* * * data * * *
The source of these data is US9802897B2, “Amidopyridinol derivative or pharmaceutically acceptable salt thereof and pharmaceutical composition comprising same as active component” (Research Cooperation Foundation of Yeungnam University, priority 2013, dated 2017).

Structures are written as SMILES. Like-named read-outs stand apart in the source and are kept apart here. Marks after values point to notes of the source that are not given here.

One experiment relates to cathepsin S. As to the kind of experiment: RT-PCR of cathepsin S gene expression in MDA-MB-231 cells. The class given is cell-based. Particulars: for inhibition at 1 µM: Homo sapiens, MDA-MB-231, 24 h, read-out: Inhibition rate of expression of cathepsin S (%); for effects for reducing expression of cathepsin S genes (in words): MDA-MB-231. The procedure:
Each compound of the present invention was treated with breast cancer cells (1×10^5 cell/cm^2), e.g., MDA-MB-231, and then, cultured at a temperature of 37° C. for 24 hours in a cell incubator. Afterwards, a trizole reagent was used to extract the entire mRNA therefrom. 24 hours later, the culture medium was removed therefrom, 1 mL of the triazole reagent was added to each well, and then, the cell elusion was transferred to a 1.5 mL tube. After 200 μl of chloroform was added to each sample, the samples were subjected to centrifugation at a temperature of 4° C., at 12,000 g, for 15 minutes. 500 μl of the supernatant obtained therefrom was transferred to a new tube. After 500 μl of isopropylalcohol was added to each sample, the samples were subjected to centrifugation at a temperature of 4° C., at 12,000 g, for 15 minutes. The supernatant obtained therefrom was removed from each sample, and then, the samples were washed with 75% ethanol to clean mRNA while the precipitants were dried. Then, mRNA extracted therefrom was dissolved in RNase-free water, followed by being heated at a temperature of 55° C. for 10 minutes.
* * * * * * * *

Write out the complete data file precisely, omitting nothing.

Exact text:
The source of these data is US9802897B2, “Amidopyridinol derivative or pharmaceutically acceptable salt thereof and pharmaceutical composition comprising same as active component” (Research Cooperation Foundation of Yeungnam University, priority 2013, dated 2017).

Structures are written as SMILES. Like-named read-outs stand apart in the source and are kept apart here. Marks after values point to notes of the source that are not given here.

One experiment relates to cathepsin S. As to the kind of experiment: RT-PCR of cathepsin S gene expression in MDA-MB-231 cells. The class given is cell-based. Particulars: for inhibition at 1 µM: Homo sapiens, MDA-MB-231, 24 h, read-out: Inhibition rate of expression of cathepsin S (%); for effects for reducing expression of cathepsin S genes (in words): MDA-MB-231. The procedure:
Each compound of the present invention was treated with breast cancer cells (1×10^5 cell/cm^2), e.g., MDA-MB-231, and then, cultured at a temperature of 37° C. for 24 hours in a cell incubator. Afterwards, a trizole reagent was used to extract the entire mRNA therefrom. 24 hours later, the culture medium was removed therefrom, 1 mL of the triazole reagent was added to each well, and then, the cell elusion was transferred to a 1.5 mL tube. After 200 μl of chloroform was added to each sample, the samples were subjected to centrifugation at a temperature of 4° C., at 12,000 g, for 15 minutes. 500 μl of the supernatant obtained therefrom was transferred to a new tube. After 500 μl of isopropylalcohol was added to each sample, the samples were subjected to centrifugation at a temperature of 4° C., at 12,000 g, for 15 minutes. The supernatant obtained therefrom was removed from each sample, and then, the samples were washed with 75% ethanol to clean mRNA while the precipitants were dried. Then, mRNA extracted therefrom was dissolved in RNase-free water, followed by being heated at a temperature of 55° C. for 10 minutes.